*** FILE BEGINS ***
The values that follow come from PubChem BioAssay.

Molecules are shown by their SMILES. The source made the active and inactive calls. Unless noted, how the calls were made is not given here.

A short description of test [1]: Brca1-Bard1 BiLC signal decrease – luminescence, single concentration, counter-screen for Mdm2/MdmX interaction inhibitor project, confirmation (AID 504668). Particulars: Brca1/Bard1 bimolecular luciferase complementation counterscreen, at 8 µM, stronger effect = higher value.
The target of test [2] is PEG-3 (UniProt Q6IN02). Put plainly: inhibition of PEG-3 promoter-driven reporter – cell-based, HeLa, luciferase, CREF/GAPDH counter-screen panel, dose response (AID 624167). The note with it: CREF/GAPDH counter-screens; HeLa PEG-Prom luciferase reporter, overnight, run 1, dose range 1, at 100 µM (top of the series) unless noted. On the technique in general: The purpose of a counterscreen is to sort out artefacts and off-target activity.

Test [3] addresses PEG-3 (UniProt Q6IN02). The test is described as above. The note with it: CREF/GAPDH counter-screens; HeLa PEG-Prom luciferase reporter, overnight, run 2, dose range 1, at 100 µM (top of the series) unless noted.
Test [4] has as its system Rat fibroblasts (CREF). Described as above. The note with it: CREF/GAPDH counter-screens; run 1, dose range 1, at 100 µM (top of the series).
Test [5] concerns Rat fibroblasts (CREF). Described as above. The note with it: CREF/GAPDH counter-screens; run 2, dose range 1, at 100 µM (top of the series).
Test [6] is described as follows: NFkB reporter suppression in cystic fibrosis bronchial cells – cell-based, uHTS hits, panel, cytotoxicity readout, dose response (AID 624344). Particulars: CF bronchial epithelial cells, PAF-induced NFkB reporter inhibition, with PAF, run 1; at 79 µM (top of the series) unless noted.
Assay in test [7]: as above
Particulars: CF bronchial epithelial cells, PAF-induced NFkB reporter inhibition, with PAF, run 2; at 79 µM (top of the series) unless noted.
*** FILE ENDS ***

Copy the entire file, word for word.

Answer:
The values that follow come from PubChem BioAssay.

Molecules are shown by their SMILES. The source made the active and inactive calls. Unless noted, how the calls were made is not given here.

A short description of test [1]: Brca1-Bard1 BiLC signal decrease – luminescence, single concentration, counter-screen for Mdm2/MdmX interaction inhibitor project, confirmation (AID 504668). Particulars: Brca1/Bard1 bimolecular luciferase complementation counterscreen, at 8 µM, stronger effect = higher value.
The target of test [2] is PEG-3 (UniProt Q6IN02). Put plainly: inhibition of PEG-3 promoter-driven reporter – cell-based, HeLa, luciferase, CREF/GAPDH counter-screen panel, dose response (AID 624167). The note with it: CREF/GAPDH counter-screens; HeLa PEG-Prom luciferase reporter, overnight, run 1, dose range 1, at 100 µM (top of the series) unless noted. On the technique in general: The purpose of a counterscreen is to sort out artefacts and off-target activity.

Test [3] addresses PEG-3 (UniProt Q6IN02). The test is described as above. The note with it: CREF/GAPDH counter-screens; HeLa PEG-Prom luciferase reporter, overnight, run 2, dose range 1, at 100 µM (top of the series) unless noted.
Test [4] has as its system Rat fibroblasts (CREF). Described as above. The note with it: CREF/GAPDH counter-screens; run 1, dose range 1, at 100 µM (top of the series).
Test [5] concerns Rat fibroblasts (CREF). Described as above. The note with it: CREF/GAPDH counter-screens; run 2, dose range 1, at 100 µM (top of the series).
Test [6] is described as follows: NFkB reporter suppression in cystic fibrosis bronchial cells – cell-based, uHTS hits, panel, cytotoxicity readout, dose response (AID 624344). Particulars: CF bronchial epithelial cells, PAF-induced NFkB reporter inhibition, with PAF, run 1; at 79 µM (top of the series) unless noted.
Assay in test [7]: as above
Particulars: CF bronchial epithelial cells, PAF-induced NFkB reporter inhibition, with PAF, run 2; at 79 µM (top of the series) unless noted.